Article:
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Iran General Sees U.S.'Game' In Islamist Surge In Iraq

The stunning assault this week in Iraq by the al-Qaeda-linked Islamic State in Iraq and Syria (ISIS) is bad news for Iran, which has been a staunch ally of Iraqi Prime Minister (and fellow Shia Muslim) Nouri al-Maliki.

But beyond condemning the Sunni foes from ISIS, some in Tehran are pointing the finger at Washington. Iranian Revolutionary Guards General Mohammad Reza Naqdi said yesterday that "American leaders are showing they are really idiotic and incapable, by repeating their failed experiences in Iraq."

Iran has blamed the West for opening the floodgates to regional terrorism by initially backing the rebellion against Syrian Leader Bashar al-Assad. In past years, Iranian media also accused the United States of fomenting violence in Iraq after its 2003 invasion, as a pretext to maintain its troops there.

Without elaborating, General Naqdi seemed to imply that Western agents were behind the recent ISIS strikes in Iraq, including taking the city of Mosul. He told a gathering in the town of Saravan that "America has been tricked again, thinking that with the games it has started in Iraq it can continue its rotten ... policies in the region," the leftist daily Kar va Kargar reported. "This game will cause it such regret it will forget its defeats in Syria and Lebanon."

The "defeats" were a reference to the West's inability to topple Assad. A conservative parliamentarian separately said Western states had "armed and supported" extremist Sunni groups in Syria and were now sending them back to Iraq "to die" and save themselves "problems" associated with the militants' later return to other countries.

"In other words, they have sent them to the slaughterhouse," Iranian Parliament member Hossein'ali Haji-Deligani told Mehr news agency. He said ISIS would try and "dismember" Iraq and "take its revenge" on Iran for its defeat in Syria. But "the West has ... created the conditions for the destruction of Salafist groups in Iraq," which he said would be their "last bastion."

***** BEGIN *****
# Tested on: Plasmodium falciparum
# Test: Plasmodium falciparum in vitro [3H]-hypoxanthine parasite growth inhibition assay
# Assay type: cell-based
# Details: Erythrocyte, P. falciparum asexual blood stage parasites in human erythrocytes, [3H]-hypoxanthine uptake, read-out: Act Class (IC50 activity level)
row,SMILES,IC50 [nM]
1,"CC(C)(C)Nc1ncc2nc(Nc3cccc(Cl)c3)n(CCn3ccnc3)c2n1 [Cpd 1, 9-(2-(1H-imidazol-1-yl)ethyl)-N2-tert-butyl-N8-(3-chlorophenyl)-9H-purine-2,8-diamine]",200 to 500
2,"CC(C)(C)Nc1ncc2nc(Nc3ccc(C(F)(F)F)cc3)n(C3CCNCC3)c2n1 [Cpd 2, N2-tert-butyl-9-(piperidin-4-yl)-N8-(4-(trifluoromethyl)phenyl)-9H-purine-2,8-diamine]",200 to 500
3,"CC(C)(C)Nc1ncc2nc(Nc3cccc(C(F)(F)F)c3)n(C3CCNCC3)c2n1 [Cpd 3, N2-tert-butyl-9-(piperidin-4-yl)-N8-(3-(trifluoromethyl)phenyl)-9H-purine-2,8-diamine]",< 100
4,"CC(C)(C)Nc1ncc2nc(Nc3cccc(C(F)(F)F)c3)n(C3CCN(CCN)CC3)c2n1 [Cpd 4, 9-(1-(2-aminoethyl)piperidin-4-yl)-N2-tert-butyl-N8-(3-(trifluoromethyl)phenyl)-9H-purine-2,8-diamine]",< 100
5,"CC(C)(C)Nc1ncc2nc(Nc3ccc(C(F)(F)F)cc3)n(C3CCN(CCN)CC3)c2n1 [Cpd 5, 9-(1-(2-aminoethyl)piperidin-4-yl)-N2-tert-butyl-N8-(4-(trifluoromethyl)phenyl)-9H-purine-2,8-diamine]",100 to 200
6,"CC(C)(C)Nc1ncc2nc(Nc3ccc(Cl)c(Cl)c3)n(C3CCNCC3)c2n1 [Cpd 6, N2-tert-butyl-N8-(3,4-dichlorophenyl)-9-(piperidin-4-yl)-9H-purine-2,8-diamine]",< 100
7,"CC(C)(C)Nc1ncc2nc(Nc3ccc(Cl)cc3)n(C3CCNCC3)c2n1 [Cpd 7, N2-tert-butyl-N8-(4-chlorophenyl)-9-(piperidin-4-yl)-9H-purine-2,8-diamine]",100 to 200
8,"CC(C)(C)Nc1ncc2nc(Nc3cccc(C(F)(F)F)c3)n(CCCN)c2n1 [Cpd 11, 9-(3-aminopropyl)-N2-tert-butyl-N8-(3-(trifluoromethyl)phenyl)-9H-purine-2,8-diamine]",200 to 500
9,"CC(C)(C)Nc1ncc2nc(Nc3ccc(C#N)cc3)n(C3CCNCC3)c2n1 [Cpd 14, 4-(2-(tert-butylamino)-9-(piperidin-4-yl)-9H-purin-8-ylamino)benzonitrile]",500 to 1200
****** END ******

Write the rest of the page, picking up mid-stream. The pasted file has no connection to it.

— Ahmed Shayegan

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The Unsustainable Future Of Fish Farming — On Vivid Display In Turkish Waters

Currently, 60% of Turkey's fish currently comes from cultivation, also known as fish farming, compared to just 10% two decades ago. The short-sightedness of this shift risks eliminating fishing output from both the farms and the open seas along Turkey's 5,200 miles of coastline.

Photograph of two fishermen throwing a net into the Tigris river in Turkey.

Traditional fishermen on the Tigris river, Turkey.

Dûrzan Cîrano/Wikimeidia
İrfan Donat

ISTANBUL — Turkey's annual fish production includes 515,000 tons from cultivation and 335,000 tons came from fishing in open waters. In other words, 60% of Turkey's fish currently comes from cultivation, also known as fish farming.

It's a radical shift from just 20 years ago when some 600,000 tons, or 90% of the total output, came from fishing. Now, researchers are warning the current system dominated by fish farming is ultimately unsustainable in the country with 8,333 kilometers (5,177 miles) long.

Professor Mustafa Sarı from the Maritime Studies Faculty of Bandırma 17 Eylül University believes urgent action is needed: “Why were we getting 600,000 tons of fish from the seas in the 2000’s and only 300,000 now? Where did the other 300,000 tons of fish go?”

Professor Sarı is challenging the argument from certain sectors of the industry that cultivation is the more sustainable approach. “Now we are feeding the fish that we cultivate at the farms with the fish that we catch from nature," he explained. "The fish types that we cultivate at the farms are sea bass, sea bram, trout and salmon, which are fed with artificial feed produced at fish-feed factories. All of these fish-feeds must have a significant amount of fish flour and fish oil in them.”

That fish flour and fish oil inevitably must come from the sea. "We have to get them from natural sources. We need to catch 5.7 kilogram of fish from the seas in order to cultivate a sea bream of 1 kg," Sarı said. "Therefore, we are feeding the fish to the fish. We cannot cultivate fish at the farms if the fish in nature becomes extinct. The natural fish need to be protected. The consequences would be severe if the current policy is continued.”

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